vale himself in the estimation of the wor'.d, con
sisting of few thousand dollars ; for as Burns
" 1 uc rank is but the guinea's stamp
Tho nan's Uie gold tor alt that."
And pone can ever become truly great but those
whom nature httcd to be so.
These aro plain cases. We have sometimes
thought mcn were grasping at moonshine, who
attempted to live by literature, or make money by
printing ncws.pupcra; or dreamed of collecting
their debts, or of receiving their legaciea in these
times ; vet as these may be doubtful, wc will not
The hicht Shrit.-Wo are gratified to see
from the various indications wc have met with,
that the- Whig party throughout the State arc prc-
tpftring thtttwelve forHhc contest liich is to come
off the ensuing hummer, in some counties they
hare already brought but their candidates for the
Legislature, and in many others nominations will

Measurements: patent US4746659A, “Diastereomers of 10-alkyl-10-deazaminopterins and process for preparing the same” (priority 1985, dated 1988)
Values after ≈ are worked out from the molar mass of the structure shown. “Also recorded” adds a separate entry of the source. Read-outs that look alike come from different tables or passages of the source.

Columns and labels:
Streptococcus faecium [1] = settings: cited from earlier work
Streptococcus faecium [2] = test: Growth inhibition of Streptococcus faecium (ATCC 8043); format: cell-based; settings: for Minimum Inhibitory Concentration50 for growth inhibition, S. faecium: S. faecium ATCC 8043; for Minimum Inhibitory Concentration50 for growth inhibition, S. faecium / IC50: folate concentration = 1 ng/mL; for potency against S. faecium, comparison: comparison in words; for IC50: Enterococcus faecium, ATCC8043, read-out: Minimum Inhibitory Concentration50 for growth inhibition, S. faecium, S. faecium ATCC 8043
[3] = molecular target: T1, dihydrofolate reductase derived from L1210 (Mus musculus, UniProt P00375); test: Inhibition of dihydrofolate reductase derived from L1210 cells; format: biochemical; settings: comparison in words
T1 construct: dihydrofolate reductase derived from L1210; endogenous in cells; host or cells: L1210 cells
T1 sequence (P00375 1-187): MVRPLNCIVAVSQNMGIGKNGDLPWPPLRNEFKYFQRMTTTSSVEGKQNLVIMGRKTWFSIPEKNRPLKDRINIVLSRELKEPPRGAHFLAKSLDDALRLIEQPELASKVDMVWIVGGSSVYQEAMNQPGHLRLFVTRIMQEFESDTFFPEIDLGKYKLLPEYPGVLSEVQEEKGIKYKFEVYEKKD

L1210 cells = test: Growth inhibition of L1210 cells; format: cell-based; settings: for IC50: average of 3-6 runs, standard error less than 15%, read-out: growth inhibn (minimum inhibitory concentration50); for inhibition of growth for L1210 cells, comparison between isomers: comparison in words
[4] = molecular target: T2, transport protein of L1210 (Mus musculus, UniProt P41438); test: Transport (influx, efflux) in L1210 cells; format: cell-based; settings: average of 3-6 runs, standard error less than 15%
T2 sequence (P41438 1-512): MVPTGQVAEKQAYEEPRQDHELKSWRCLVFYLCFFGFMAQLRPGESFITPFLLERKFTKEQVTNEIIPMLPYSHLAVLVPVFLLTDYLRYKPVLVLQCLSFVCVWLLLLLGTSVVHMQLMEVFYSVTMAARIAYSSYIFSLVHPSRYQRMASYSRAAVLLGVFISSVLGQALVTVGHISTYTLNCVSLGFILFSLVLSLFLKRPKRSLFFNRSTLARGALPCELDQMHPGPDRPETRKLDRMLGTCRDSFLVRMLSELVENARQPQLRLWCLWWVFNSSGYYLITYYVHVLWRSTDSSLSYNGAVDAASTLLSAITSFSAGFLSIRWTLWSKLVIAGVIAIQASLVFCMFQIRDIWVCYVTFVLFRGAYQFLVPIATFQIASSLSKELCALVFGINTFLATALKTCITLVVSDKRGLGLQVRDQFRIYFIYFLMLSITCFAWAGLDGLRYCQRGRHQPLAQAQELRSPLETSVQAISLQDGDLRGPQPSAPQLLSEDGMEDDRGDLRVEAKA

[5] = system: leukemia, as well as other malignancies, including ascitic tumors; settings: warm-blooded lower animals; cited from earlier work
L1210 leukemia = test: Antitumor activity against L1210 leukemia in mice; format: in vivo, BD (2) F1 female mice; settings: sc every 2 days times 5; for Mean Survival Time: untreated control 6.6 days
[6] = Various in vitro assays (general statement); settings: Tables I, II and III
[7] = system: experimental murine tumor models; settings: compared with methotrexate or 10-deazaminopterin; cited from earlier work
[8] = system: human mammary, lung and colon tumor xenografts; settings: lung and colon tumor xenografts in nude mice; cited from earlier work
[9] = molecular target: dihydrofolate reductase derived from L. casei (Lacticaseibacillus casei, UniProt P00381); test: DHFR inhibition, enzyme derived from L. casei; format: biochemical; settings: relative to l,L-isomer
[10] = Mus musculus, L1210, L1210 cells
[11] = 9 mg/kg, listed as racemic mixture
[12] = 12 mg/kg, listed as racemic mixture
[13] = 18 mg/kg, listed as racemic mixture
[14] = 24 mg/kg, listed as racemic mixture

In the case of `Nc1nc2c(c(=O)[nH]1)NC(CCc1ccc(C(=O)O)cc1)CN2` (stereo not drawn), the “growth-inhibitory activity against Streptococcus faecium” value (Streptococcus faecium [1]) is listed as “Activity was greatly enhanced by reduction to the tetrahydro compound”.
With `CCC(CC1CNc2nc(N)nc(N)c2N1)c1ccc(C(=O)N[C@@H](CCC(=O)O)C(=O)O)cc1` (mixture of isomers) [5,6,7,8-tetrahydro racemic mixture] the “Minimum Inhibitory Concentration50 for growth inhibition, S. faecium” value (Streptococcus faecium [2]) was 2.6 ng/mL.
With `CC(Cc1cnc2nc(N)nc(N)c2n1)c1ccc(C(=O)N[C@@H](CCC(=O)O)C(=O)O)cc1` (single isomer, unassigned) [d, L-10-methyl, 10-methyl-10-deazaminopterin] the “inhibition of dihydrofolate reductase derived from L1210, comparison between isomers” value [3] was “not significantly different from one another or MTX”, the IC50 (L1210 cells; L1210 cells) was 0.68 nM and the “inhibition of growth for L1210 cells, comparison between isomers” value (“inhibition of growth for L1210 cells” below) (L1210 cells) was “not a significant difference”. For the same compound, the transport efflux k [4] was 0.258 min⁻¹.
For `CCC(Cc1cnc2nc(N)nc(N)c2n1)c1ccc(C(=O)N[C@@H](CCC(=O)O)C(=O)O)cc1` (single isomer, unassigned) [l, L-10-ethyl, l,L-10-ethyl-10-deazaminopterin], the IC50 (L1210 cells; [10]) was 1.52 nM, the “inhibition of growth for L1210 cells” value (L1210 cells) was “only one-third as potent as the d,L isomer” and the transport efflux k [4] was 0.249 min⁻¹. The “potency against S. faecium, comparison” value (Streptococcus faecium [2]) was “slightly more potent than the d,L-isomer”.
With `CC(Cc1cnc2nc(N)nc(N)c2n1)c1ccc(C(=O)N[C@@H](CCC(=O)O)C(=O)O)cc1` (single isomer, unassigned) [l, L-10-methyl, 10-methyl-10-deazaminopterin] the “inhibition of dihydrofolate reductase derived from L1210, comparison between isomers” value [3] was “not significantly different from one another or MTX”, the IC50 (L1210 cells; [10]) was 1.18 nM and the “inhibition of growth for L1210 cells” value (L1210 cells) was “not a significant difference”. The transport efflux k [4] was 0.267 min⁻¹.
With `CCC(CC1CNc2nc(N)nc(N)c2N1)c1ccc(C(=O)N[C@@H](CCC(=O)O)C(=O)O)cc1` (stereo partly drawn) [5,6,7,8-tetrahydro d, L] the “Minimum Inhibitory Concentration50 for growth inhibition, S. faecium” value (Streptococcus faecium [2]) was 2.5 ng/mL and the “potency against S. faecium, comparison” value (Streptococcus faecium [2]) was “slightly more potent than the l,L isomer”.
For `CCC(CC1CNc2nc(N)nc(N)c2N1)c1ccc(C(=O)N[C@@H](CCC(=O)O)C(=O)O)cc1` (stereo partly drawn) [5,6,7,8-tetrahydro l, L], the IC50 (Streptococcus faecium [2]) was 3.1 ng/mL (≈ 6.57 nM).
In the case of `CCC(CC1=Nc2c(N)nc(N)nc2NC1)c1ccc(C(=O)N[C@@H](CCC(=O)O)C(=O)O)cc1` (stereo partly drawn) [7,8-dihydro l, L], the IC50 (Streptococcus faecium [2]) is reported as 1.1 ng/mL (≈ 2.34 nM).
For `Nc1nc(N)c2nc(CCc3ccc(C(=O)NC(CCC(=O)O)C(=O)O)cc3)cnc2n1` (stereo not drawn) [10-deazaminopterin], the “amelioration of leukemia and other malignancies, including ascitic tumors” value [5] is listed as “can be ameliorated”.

doubtless very soon be made. Candidates should
be brought out hi wry county. Because our op.
poncnts have a majority in any' one county should
be no excuse for not giving them a fair trial of
strength. .Remember the campaign of 1840.
Whig members were returned that year from
counties whete they scarce dared to hope for such
result ; and in others somo Democrats were re
turned only because the Whigs had failed to bring
out full tickets. We rcpct again, let full Whig
tickets be formed in even count y, and success is
certain. Fiyetteville Obteretr.
OCT Ex-Governor Bagb, of Alabama,
a thorough-going, bank-haling, bank-abus
ing Democrat, appears, from a tabU in an
Alabama paper, to be indebted to the State
Bank and Branches nearly leventeen thou
sand dollars ! A pretty pint, this, to enter